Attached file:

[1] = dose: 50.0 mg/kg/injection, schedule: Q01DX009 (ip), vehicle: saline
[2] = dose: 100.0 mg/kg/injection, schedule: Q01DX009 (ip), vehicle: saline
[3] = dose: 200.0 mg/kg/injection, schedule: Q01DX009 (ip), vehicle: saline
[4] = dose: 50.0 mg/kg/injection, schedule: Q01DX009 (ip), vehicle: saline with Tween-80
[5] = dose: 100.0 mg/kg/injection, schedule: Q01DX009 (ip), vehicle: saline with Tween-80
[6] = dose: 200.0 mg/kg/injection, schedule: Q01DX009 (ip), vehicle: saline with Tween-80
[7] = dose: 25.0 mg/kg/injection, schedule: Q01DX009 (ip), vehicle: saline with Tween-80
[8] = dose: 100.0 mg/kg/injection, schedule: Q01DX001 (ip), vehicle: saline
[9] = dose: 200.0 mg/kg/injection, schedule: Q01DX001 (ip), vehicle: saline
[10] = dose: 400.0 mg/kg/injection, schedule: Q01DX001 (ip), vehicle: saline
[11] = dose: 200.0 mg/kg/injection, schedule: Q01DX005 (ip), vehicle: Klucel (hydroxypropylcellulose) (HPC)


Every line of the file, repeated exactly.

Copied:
[1] = dose: 50.0 mg/kg/injection, schedule: Q01DX009 (ip), vehicle: saline
[2] = dose: 100.0 mg/kg/injection, schedule: Q01DX009 (ip), vehicle: saline
[3] = dose: 200.0 mg/kg/injection, schedule: Q01DX009 (ip), vehicle: saline
[4] = dose: 50.0 mg/kg/injection, schedule: Q01DX009 (ip), vehicle: saline with Tween-80
[5] = dose: 100.0 mg/kg/injection, schedule: Q01DX009 (ip), vehicle: saline with Tween-80
[6] = dose: 200.0 mg/kg/injection, schedule: Q01DX009 (ip), vehicle: saline with Tween-80
[7] = dose: 25.0 mg/kg/injection, schedule: Q01DX009 (ip), vehicle: saline with Tween-80
[8] = dose: 100.0 mg/kg/injection, schedule: Q01DX001 (ip), vehicle: saline
[9] = dose: 200.0 mg/kg/injection, schedule: Q01DX001 (ip), vehicle: saline
[10] = dose: 400.0 mg/kg/injection, schedule: Q01DX001 (ip), vehicle: saline
[11] = dose: 200.0 mg/kg/injection, schedule: Q01DX005 (ip), vehicle: Klucel (hydroxypropylcellulose) (HPC)